Is the sun about to set on Britain's empire of tax havens?
It doesn't feel that way in the early evening sun on the patio of a chic cafe in Jersey's capital of St. Helier, where smartly dressed islanders talk business over beer or white wine.
But shadows are gathering over places like Jersey, a 45-square-mile (118-square- kilometer) island in the English Channel with 90,000 people, 33,000 registered companies, 48 banks and 200 billion pounds ($290 billion) in deposits.
As the global recession deepens, Jersey and territories like it have been attracting the attention of cash-strapped governments who believe that the funds flowing into tax havens should be filling their coffers instead. Jersey's financiers say the island is being made a scapegoat.
"To blame offshore centers for the credit crunch is very naive," said Robert Kirkby of Jersey Finance, which promotes the island's financial sector. "We're the cat being kicked on the way home from the office."
For years money has poured into Jersey, drawn by low tax rates and an enticing array of investments that have made this small island off the French coast a highly prosperous financial center. Its per capita gross national income was 41,000 pounds in 2007 ($58,600), among the highest in the world.
Now Britain's Treasury is looking at Jersey and other havens as potential sources of much-needed tax revenue. The Trades Union Congress, a labor federation, estimates that the Treasury is losing 4 billion pounds ($5.8 billion) a year through the rich putting money in offshore tax havens like Jersey.
Prime Minister Gordon Brown is urging a global clampdown on tax havens. Last month he called on leaders of the Group of 20 rich and developing countries to take action against havens when they meet Thursday in London. Brown repeated the message last week, saying that "the old tax havens have no place in this new world." Critics say Brown has been short on details, and note that his criticism of tax havens tends to focus on countries like Switzerland, rather than places with ties to Britain. Many of the world's tax havens have British links, from overseas territories like Bermuda and the Cayman Islands to the "Crown dependencies" of Jersey, Guernsey and the Isle of Man. As Britain's colonies gained independence after World War II, London encouraged several small Caribbean islands to become tax havens as a means to self-sufficiency.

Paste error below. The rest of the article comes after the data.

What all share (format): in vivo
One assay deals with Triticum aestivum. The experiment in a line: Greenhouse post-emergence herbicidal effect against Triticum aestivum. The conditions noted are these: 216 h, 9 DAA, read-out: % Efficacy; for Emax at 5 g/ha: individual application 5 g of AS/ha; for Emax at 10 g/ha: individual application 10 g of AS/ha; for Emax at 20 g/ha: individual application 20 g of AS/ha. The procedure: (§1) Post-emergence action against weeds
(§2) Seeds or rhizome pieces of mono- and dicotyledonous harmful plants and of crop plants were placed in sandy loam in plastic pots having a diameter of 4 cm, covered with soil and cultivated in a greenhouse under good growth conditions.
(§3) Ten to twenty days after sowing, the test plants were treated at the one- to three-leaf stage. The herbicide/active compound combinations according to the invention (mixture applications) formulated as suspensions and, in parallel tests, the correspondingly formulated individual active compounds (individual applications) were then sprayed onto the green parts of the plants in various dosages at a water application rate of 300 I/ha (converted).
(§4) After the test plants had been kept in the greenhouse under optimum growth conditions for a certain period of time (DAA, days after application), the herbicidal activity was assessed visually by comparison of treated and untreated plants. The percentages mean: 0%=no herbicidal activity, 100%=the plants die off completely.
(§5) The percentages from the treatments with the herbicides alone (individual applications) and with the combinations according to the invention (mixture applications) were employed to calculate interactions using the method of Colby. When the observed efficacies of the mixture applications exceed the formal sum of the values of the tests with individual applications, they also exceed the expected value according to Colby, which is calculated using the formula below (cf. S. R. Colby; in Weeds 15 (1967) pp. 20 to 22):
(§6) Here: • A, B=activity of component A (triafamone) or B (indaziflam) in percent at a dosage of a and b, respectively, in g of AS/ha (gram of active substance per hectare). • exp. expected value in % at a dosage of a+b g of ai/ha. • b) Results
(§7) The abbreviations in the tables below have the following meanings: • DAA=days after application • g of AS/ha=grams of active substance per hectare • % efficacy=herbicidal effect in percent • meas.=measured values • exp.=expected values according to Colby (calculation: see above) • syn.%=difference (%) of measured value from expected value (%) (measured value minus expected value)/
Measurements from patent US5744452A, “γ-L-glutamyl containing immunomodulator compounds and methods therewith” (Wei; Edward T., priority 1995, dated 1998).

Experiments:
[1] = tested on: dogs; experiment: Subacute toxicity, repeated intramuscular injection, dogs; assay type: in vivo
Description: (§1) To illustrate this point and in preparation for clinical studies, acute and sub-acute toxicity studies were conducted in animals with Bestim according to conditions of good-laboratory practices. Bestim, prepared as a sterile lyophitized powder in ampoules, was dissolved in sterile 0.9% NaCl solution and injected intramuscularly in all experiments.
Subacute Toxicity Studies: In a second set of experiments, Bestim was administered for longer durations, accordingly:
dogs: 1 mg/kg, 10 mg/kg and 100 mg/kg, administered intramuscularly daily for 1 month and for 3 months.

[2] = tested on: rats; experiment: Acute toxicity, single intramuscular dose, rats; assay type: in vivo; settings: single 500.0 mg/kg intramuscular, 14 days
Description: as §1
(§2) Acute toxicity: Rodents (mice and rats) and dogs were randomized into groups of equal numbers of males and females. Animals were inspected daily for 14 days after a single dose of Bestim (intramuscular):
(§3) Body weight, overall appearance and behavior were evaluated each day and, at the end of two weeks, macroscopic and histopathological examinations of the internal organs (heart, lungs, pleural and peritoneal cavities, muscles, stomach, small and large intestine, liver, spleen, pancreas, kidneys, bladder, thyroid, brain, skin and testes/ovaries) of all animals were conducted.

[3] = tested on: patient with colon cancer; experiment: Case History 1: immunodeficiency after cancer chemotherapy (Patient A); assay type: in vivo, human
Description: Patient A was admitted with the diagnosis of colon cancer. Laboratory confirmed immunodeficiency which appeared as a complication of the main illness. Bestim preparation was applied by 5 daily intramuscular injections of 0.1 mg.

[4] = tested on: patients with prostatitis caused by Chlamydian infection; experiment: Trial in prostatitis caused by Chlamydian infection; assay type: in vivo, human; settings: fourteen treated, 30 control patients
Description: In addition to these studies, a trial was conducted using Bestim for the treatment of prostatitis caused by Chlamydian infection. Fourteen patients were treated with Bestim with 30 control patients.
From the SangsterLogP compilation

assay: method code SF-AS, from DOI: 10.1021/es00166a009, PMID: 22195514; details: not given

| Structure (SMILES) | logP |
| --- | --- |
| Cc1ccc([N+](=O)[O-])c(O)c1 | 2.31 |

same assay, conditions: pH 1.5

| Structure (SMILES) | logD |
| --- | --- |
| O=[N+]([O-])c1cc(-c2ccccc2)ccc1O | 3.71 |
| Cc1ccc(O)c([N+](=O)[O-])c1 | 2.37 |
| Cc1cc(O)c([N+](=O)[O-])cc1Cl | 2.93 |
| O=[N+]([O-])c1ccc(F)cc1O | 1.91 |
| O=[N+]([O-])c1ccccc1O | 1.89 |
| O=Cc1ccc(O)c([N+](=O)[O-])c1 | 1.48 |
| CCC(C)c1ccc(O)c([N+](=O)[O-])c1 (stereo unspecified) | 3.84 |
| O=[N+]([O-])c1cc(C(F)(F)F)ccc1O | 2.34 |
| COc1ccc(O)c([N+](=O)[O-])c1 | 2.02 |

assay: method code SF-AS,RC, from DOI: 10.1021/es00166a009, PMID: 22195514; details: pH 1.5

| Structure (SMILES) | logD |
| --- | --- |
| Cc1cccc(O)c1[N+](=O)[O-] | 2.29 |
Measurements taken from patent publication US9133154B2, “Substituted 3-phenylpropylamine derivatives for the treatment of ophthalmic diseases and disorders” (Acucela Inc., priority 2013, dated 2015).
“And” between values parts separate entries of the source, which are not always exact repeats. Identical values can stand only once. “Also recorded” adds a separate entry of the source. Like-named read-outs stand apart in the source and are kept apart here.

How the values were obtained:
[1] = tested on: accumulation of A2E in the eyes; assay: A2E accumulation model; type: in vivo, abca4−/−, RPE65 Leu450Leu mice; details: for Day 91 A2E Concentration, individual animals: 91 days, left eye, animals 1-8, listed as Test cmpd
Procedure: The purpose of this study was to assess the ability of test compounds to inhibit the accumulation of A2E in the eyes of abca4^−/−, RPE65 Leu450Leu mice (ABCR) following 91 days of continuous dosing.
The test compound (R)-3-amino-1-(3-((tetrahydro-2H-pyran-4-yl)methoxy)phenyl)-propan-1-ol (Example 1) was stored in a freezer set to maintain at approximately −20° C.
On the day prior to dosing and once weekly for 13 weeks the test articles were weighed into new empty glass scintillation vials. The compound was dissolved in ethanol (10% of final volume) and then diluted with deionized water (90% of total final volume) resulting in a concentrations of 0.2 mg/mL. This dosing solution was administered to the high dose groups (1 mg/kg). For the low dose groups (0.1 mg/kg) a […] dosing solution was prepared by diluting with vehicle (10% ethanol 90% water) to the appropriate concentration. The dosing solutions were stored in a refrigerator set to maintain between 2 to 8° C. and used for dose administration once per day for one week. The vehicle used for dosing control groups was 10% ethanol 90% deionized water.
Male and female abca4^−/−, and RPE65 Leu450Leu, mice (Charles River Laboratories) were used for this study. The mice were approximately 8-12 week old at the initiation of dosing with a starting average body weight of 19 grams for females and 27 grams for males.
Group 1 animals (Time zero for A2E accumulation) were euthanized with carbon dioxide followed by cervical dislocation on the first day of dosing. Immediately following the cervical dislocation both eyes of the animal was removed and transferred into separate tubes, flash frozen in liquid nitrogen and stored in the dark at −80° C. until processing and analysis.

Jersey and Guernsey, which are possessions of the British Crown but not part of the United Kingdom, have been havens for the British rich and their money since the 1920s.
Tax-reform campaigners say Britain has dragged its feet on closing tax loopholes because the furious flow of money through tax havens _ large amounts of it in offshoots of London-based banks _ helped fuel the decade-long economic boom that made London's business district, the City, the world's leading financial center. "The Treasury felt for many years that the benefit to the City of London of the money flow coming through these places outweighed the loss from tax evasion. Is that trade-off still a good one?" said Richard Murphy of consultants Tax Research.
Jersey levies a flat 20 percent income tax on residents, allows nonresidents a wide range of low-tax or tax-free investments, and levies taxes of no more than 10 percent on corporations that keep offices on the island.
Once known primarily for potatoes, seaside holidays and the rich milk produced by its dairy cows, Jersey is now ringed with marinas full of yachts and dotted with large rural villas with Audis and Range Rovers in the driveway.
Jersey authorities deny the island is a tax haven at all, saying the term should refer only to places that allow illegal tax evasion or money laundering.
Jersey certainly has tougher regulation than some other British tax havens, but it is feeling the pressure. In common with other financial centers such as Switzerland, the island has moved to shed its image of secrecy. Earlier this month it signed an agreement to share information with British tax officials; it has similar agreements with 11 other countries including the United States. Reformers say these agreements don't go far enough because they provide for information to be shared upon request rather than automatically, leaving open the possibility of nonresidents simply not reporting income from Jersey accounts to their home governments. Jersey's Chief minister, Terry Le Sueur, acknowledges the island will have to develop new sectors of its economy as the financial sector shrinks. But he is confident Jersey will ride out the recession.
"In times of uncertainty, there is often a flight to quality," he said. "People are going to be a lot more cautious about where they do business."